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RESOURCE CENTER AND ARCHIVES

Easter brings memory of the pastcomment (0)

May 1, 2003

By Betty Baggott


I write this article from Minnesota. I arrived yesterday to spend Easter with my son Bob, daughter Autumn and my precious grandchildren.

I found myself at Wayzatta Community Church, where my son is pastor. Autumn wanted me to go with her to rehearse for the Easter music. After three hours I found myself still enjoying every minute. I listened and played “memory recall.” Where does the time go? It seemed like only yesterday this now beautiful young woman was the child I called “little glue.” She stuck by me every minute. I always felt in her presence I was surrounded by love. She was special.

It’s hard to explain, but there is within my heart today such a deep feeling of gratitude to God and my beloved late husband, Bob. I have had a good life. True, there have been the emotional treadmills. Some things I would have changed, but through it all I have become a better person. I was married more than 40 years to a man whose love I never doubted and have experienced over and over again God’s love in too many ways to expound on.

It is now Thursday. The grandchildren are at school. Autumn and her husband are at work. Sitting here at my son’s home, the music plays softly in the background. The computer keys hammer out his sermon for Sunday. While visiting my “memories,” I laugh at the fact that I thought we would never get him out of Samford University. As a young mother I would become so stressed out at times, over little things. At this moment in time I am so proud of him and have learned a lot from his life — about determination, truth and balancing life to the fullest. I have sat here for more than an hour, and this is one of those “treasured times.” You don’t have to talk to each other, just being in the same room is enough.

What would happen if we could see our lives from “heaven’s view?” I do believe that family, relationships with others and a relationship with God helps us sort out even more the priorities of life. When we look at life through God’s eyes, our lives have more meaning. Things take on eternal meaning. Living in the light of eternity.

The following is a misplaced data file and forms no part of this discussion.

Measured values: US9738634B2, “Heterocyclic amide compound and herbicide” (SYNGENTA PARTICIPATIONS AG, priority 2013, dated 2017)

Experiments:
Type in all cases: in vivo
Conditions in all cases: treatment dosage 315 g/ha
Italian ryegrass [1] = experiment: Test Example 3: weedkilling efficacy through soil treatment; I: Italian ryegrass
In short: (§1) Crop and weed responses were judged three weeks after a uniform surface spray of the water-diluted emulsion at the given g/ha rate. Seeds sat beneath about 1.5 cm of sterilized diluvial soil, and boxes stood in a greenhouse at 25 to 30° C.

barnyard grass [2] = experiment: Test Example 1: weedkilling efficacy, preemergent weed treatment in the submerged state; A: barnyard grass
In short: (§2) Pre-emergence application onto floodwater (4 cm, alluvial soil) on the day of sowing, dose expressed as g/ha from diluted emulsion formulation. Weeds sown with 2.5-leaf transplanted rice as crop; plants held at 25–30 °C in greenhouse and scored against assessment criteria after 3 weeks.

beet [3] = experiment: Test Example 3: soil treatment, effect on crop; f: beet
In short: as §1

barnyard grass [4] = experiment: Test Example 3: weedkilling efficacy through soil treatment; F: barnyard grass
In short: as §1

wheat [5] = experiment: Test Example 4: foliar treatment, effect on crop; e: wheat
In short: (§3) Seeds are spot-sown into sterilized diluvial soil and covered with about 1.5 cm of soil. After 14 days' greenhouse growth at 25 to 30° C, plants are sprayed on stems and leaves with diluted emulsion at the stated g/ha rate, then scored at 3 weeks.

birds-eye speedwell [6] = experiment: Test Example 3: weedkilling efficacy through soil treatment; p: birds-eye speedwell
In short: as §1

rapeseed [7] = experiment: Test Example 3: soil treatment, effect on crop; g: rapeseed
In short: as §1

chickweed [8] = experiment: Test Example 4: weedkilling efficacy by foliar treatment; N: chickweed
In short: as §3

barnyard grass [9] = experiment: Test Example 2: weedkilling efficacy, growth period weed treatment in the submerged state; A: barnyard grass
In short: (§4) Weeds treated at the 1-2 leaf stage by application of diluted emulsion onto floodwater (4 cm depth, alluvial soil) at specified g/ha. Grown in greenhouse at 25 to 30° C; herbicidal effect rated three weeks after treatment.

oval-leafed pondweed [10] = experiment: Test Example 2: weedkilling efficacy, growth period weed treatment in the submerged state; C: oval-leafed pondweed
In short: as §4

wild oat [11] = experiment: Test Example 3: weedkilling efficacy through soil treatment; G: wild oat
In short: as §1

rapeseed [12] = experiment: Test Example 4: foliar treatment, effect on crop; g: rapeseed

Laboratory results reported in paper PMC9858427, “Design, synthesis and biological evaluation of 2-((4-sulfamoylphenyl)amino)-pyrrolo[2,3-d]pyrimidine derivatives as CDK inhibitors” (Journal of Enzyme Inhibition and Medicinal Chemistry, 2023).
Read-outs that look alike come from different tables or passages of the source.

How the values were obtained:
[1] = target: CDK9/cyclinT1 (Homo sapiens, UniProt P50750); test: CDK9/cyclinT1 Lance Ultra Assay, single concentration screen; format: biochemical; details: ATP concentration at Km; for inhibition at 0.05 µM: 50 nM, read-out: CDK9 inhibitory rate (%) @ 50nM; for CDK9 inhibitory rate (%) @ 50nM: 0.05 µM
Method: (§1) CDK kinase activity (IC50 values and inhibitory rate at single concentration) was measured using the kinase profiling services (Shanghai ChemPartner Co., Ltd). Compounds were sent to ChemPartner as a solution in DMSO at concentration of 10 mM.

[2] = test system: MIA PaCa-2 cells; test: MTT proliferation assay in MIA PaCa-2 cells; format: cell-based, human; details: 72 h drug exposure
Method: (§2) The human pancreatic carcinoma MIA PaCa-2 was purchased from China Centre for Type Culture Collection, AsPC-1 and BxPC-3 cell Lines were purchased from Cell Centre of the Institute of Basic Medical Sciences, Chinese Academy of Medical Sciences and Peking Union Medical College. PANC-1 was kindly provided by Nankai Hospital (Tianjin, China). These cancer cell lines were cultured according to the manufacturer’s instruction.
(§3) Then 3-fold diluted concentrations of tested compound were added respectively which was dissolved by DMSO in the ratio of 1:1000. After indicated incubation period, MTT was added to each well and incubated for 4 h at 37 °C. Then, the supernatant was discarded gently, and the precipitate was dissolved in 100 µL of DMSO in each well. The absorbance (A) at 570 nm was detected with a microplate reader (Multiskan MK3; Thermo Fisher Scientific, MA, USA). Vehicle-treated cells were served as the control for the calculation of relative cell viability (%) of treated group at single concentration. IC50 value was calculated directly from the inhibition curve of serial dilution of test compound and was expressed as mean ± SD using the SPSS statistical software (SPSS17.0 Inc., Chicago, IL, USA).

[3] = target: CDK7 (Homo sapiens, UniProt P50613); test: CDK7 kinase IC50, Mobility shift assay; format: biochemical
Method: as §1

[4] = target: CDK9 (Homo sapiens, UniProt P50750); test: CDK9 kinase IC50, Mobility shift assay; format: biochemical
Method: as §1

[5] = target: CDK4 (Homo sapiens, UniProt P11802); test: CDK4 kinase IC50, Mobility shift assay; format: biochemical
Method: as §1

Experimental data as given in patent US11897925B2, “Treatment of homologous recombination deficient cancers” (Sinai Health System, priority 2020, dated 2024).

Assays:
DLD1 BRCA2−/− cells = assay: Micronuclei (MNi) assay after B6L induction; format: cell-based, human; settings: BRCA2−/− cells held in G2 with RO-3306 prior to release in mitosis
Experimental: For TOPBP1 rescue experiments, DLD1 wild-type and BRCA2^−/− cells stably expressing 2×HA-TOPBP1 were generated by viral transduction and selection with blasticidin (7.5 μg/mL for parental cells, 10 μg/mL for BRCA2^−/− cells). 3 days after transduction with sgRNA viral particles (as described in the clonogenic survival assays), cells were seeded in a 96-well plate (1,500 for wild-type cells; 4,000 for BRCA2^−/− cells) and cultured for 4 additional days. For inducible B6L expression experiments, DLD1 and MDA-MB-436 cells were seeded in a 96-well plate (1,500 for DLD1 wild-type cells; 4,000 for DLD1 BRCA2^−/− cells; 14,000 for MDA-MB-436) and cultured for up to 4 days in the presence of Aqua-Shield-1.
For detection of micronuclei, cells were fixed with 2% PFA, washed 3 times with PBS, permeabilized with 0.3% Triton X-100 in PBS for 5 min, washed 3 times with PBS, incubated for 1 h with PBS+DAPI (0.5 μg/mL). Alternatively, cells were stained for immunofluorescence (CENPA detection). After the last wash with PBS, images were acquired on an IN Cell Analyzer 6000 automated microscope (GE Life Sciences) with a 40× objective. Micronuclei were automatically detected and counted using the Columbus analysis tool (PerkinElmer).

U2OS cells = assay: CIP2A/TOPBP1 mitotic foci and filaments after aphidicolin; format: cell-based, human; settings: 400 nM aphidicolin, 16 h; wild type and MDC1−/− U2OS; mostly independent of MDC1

Capturing the moment

I believe life is all about not missing the opportunity of the moment. How I wish I had centered on this more in the early years of my life.

This time of reflection and calm will end all too quickly as I return home. But, you know, it is the closest to us — the incredible challenge of loving them more deeply than ever before — that motivates one not to focus on the dark sides of life. It is to ponder anew that there is a purpose to life and the answers to life are found in knowing the One who created us. We can know this feeling anywhere we are. That is what the Easter message is all about.

Some of you may look at life differently, but we all experience some of the same things. We live in a world that is self-indulged and complicated. Worry can consume us, standing firmly on the word of God, that is what makes the difference. Knowing that God loves us and will never let go of us.

I have just returned from the sunrise service at 6 a.m. Wayzatta Lake was so beautiful in the background. We all braved the elements to celebrate the Resurrection of Jesus Christ. We sang together “Amazing Grace.” There was no denomination. I like that.

Now it is Monday, and I am on the plane headed home. Reflecting back on my son’s sermon at the 10:45 a.m. service I remember his illustration of a bunny. “Once there was a little bunny, who wanted to run away. So he said to his mother, ‘I am running away.’ ‘If you run away,’ said his mother, ‘I will run after you, for you are my little bunny.’ ... ‘If you run after me,’ said the little bunny, ‘I will become a bird and fly away,’ said the little bunny. ‘If you become a bird and fly away from me,’ said the little bunny’s mother. ‘Then I will be a tree that you can come home to.’

“God’s children ran away, so God became a burning bush, a pillar of cloud, a plume of fire, a still small voice and finally, ultimately, God became a Galilean carpenter who was crucified.

“And still God’s children ran. But nothing keeps God from pursuing us, and so Christ rose from the grave, breaking the chains of death and set loose in this world a spirit to live within us and among us.”

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